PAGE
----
BCIS Eliminates Certain Circuit Ride Locations for Asylum / NACARA 203 Applicants

The Bureau of Citizenship and Immigration Services (BCIS) has released a notice to inform asylum applicants and individuals applying for relief under section 203 of the Nicaraguan Adjustment and Central American Relief Act (NACARA 203) of changes in certain interview locations. This notice specifically relates to the Chicago, Illinois and Houston, Texas Asylum offices.

As of May 3, 2004 the BCIS will eliminate two circuit ride locations related to its Houston Asylum office: Harlingen, Texas and New Orleans, Louisiana. The Cincinnati, Ohio and Lousville, Kentucky circuit ride locations, both related to the BCIS Chicago Asylum office, will also be eliminated.

Houston Asylum Office: All asylum and NACARA 203 applicants who live within the jurisdiction of the BCIS District Office in Harlingen, Texas, will now have their asylum and/or NACARA 203 interviews conducted at the Houston Asylum Office.

In addition, all asylum and NACARA 203 applicants who live reside within the jurisdiction of the BCIS District Office in New Orleans, Louisiana, with the exception of those living in either Arkansas, Tennessee or Mississippi (all of whom interview in Memphis, Tennessee) will also have their asylum and/or NACARA 203 interviews conducted at the Houston Asylum Office.

All other Houston circuit ride locations — Denver, Colorado; El Paso, Texas; Memphis, Tennessee; and Salt Lake City, Utah — will remain active.

Chicago Asylum Office: All asylum and NACARA 203 applicants who live within Columbus, Toledo, Cincinnati, Mansfield, Dayton, Chilicothe, and Lima, Ohio and within certain portions of Indiana (zip code areas 47000-47099), will now have their asylum and/or NACARA 203 interviews conducted in the Chicago Asylum Office.

In addition, all asylum and NACARA 203 applicants who live in Louisville, Kentuckywill also have their interviews conducted in the Chicago Asylum Office. <

All asylum and NACARA 203 applicants who will be affected by these changes in venues will be notified of the changed lication via an Interview Notice, that informs the applicant of the date, time and place of the interview. Interviews already scheduled to take place will not be affected by this notice. These interviews will take place at their originally stated locations.

For more information on this BCIS notice, please contact Joanna Ruppel, Deputy Director, Asylum Division, Office of Asylum and Refugee Affairs, Bureau of Citizenship and Immigration Services, Department of Homeland Security, 425 I Street, NW., Attn: ULLICO, Third Floor, Washington, DC 20536. (T) 202.305.2714.

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US TIGHTENS RULES FOR FOREIGN VISITORS

Last Friday, the U.S. announced that nonimmigrant visitors from nearly all countries will be required to be fingerprinted and photographed upon arrival. This extension of the US-VISIT program (a program that already affects dozens of nations) will take effect September 30, 2004 and will include many nonimmigrant categories, including the visa waiver program. While participants in the visa waiver program will be able to travel to the U.S. without a visa, they will need to meet the same requirements as all other visitors.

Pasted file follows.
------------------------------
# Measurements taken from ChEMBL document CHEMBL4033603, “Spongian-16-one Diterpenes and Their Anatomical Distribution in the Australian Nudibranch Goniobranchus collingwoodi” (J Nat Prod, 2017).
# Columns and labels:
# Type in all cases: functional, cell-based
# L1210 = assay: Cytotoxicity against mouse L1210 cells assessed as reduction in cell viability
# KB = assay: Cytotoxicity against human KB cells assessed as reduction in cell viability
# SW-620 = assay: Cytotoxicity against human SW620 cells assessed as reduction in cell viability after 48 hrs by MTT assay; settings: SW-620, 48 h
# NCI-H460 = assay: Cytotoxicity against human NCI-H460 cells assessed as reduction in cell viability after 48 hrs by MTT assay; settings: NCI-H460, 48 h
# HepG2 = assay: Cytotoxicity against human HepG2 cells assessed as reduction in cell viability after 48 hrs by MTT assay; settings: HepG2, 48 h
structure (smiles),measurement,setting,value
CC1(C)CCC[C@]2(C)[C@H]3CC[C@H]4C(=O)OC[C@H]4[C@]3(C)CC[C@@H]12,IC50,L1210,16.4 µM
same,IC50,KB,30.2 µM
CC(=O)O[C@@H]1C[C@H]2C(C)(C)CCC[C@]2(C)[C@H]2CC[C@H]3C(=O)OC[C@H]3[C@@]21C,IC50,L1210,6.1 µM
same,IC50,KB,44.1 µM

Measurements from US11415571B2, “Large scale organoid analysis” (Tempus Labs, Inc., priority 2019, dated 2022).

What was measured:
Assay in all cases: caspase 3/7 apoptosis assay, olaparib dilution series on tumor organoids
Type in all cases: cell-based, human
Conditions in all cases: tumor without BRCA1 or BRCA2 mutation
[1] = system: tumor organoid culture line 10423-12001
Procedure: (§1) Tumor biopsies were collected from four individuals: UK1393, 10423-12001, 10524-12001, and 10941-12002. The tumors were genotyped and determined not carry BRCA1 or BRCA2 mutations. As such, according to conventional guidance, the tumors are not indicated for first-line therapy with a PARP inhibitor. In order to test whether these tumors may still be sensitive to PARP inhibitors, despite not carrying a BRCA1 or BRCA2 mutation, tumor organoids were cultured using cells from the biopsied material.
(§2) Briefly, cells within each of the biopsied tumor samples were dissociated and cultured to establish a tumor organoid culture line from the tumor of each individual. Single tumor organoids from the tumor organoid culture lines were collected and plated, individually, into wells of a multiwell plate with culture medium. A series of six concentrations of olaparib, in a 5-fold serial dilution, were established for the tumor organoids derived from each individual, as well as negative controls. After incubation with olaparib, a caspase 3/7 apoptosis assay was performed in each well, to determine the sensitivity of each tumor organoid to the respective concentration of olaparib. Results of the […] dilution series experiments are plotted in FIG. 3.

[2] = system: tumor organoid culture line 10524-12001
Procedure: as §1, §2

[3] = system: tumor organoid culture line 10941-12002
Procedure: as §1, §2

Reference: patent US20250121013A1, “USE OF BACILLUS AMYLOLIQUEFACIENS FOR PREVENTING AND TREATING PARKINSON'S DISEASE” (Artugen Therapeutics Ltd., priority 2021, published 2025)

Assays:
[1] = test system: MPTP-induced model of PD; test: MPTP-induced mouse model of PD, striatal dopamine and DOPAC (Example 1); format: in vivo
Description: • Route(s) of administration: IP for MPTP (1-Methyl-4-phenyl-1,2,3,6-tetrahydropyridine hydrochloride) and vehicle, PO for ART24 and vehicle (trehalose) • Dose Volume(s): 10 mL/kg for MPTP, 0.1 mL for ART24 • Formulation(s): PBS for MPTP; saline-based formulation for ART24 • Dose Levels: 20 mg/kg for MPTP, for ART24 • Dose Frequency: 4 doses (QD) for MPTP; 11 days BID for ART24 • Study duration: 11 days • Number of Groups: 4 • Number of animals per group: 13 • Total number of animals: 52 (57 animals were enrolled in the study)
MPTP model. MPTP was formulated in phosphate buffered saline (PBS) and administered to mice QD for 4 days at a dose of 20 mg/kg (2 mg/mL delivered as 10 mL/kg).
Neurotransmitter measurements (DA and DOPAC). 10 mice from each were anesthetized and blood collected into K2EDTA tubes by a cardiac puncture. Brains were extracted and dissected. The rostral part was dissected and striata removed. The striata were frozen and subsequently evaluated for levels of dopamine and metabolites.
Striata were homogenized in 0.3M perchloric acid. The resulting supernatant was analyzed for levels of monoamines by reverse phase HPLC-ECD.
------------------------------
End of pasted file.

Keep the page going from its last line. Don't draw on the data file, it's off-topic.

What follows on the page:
This extension of the US-VISIT program will affect many close allies of the United States, including Australia, Britian and Japan. Asa Hutchinson, undersecretary for borders and transportation security, Department of Homeland Security (DHS), understands that many individuals will be disturbed by this change. However, Hutchinson says, “[the DHS hopes] that the international community will understand our new system. This step is designated to make sure the security issues will be addressed. This will be a measure to identify terrorists.”

As of September 30, individuals from the following countries will be required to be photographed and fingerprinted upon entry into the U.S.: Andorra, Australia, Austria, Belgium, Britian, Brunei, Denmark, Finland, France, Germany, Iceland, Ireland, Italy, Japan, Liechtenstein, Luxembourg, Monaco, the Netherlands, New Zealand, Norway, Portugal, San Marino, Singapore, Slovenia, Spain, Sweden and Switzerland.

Citizens of Canada and Mexico will not be affected by this change in process.

This extension of nations affected by the US-VISIT program is directly related to a necessity to extend the October 26, 2004 deadline Congress set for visa waiver countries to issue to their citizens passports that contain biometric data. In the face of a deadline most nations will not meet, the State Department feels it must implement these heightened security measures to ensure safety. “We believe that an extension of the visa waiver program will avoid potential disruption to international travel and at the same time enrollment in US-VISIT will help mitigate the security concerns related to extending the deadline for biometric passports,” says Adam Ereli, deputy State Department spokesman.

The US-VISIT program requires all foreigners entering the U.S. to provide digital fingerprints and a photograph upon entry to verify their identities and was implemented after the September 11, 2001 terrorist attacks to ensure security within American borders.